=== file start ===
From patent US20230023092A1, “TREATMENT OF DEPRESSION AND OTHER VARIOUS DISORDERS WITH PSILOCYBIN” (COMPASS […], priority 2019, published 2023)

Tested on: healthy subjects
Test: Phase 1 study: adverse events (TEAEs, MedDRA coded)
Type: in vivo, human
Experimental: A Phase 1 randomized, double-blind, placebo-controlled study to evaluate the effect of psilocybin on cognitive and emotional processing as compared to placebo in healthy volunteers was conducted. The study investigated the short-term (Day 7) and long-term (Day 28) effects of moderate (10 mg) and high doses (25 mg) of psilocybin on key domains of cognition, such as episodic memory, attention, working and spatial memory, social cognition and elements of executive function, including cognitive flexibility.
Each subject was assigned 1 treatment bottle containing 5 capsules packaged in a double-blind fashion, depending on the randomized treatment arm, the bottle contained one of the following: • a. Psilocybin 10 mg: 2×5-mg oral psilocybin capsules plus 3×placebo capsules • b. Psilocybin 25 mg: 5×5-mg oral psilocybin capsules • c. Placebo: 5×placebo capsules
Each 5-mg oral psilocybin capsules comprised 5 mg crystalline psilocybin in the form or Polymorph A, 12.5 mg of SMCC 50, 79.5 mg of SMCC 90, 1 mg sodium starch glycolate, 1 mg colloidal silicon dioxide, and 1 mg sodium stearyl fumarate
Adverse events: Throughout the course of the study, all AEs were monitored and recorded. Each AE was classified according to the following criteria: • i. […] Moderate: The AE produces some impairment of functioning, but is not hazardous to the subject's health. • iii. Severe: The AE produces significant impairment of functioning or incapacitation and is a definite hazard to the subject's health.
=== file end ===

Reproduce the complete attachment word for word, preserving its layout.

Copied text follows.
From patent US20230023092A1, “TREATMENT OF DEPRESSION AND OTHER VARIOUS DISORDERS WITH PSILOCYBIN” (COMPASS […], priority 2019, published 2023)

Tested on: healthy subjects
Test: Phase 1 study: adverse events (TEAEs, MedDRA coded)
Type: in vivo, human
Experimental: A Phase 1 randomized, double-blind, placebo-controlled study to evaluate the effect of psilocybin on cognitive and emotional processing as compared to placebo in healthy volunteers was conducted. The study investigated the short-term (Day 7) and long-term (Day 28) effects of moderate (10 mg) and high doses (25 mg) of psilocybin on key domains of cognition, such as episodic memory, attention, working and spatial memory, social cognition and elements of executive function, including cognitive flexibility.
Each subject was assigned 1 treatment bottle containing 5 capsules packaged in a double-blind fashion, depending on the randomized treatment arm, the bottle contained one of the following: • a. Psilocybin 10 mg: 2×5-mg oral psilocybin capsules plus 3×placebo capsules • b. Psilocybin 25 mg: 5×5-mg oral psilocybin capsules • c. Placebo: 5×placebo capsules
Each 5-mg oral psilocybin capsules comprised 5 mg crystalline psilocybin in the form or Polymorph A, 12.5 mg of SMCC 50, 79.5 mg of SMCC 90, 1 mg sodium starch glycolate, 1 mg colloidal silicon dioxide, and 1 mg sodium stearyl fumarate
Adverse events: Throughout the course of the study, all AEs were monitored and recorded. Each AE was classified according to the following criteria: • i. […] Moderate: The AE produces some impairment of functioning, but is not hazardous to the subject's health. • iii. Severe: The AE produces significant impairment of functioning or incapacitation and is a definite hazard to the subject's health.